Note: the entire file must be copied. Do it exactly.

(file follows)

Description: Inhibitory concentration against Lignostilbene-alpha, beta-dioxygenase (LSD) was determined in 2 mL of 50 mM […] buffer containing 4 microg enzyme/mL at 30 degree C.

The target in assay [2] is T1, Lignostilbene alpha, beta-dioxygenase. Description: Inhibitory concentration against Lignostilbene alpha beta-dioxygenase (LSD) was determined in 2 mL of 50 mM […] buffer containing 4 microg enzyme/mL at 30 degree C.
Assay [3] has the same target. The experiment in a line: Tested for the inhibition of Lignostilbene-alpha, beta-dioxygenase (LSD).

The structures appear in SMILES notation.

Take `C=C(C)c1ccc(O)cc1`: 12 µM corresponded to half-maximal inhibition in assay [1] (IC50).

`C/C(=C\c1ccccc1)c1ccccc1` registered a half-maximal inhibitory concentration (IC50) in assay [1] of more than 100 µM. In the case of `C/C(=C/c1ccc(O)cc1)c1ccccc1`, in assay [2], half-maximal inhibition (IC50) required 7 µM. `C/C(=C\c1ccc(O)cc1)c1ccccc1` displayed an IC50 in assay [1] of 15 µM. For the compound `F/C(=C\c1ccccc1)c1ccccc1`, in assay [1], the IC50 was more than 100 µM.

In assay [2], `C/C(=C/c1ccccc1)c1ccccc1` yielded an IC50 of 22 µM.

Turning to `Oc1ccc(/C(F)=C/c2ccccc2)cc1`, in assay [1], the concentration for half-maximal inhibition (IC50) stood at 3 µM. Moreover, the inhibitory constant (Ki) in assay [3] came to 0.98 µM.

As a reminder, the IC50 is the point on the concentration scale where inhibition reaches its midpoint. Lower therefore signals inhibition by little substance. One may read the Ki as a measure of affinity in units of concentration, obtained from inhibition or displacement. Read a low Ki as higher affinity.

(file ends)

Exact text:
Description: Inhibitory concentration against Lignostilbene-alpha, beta-dioxygenase (LSD) was determined in 2 mL of 50 mM […] buffer containing 4 microg enzyme/mL at 30 degree C.

The target in assay [2] is T1, Lignostilbene alpha, beta-dioxygenase. Description: Inhibitory concentration against Lignostilbene alpha beta-dioxygenase (LSD) was determined in 2 mL of 50 mM […] buffer containing 4 microg enzyme/mL at 30 degree C.
Assay [3] has the same target. The experiment in a line: Tested for the inhibition of Lignostilbene-alpha, beta-dioxygenase (LSD).

The structures appear in SMILES notation.

Take `C=C(C)c1ccc(O)cc1`: 12 µM corresponded to half-maximal inhibition in assay [1] (IC50).

`C/C(=C\c1ccccc1)c1ccccc1` registered a half-maximal inhibitory concentration (IC50) in assay [1] of more than 100 µM. In the case of `C/C(=C/c1ccc(O)cc1)c1ccccc1`, in assay [2], half-maximal inhibition (IC50) required 7 µM. `C/C(=C\c1ccc(O)cc1)c1ccccc1` displayed an IC50 in assay [1] of 15 µM. For the compound `F/C(=C\c1ccccc1)c1ccccc1`, in assay [1], the IC50 was more than 100 µM.

In assay [2], `C/C(=C/c1ccccc1)c1ccccc1` yielded an IC50 of 22 µM.

Turning to `Oc1ccc(/C(F)=C/c2ccccc2)cc1`, in assay [1], the concentration for half-maximal inhibition (IC50) stood at 3 µM. Moreover, the inhibitory constant (Ki) in assay [3] came to 0.98 µM.

As a reminder, the IC50 is the point on the concentration scale where inhibition reaches its midpoint. Lower therefore signals inhibition by little substance. One may read the Ki as a measure of affinity in units of concentration, obtained from inhibition or displacement. Read a low Ki as higher affinity.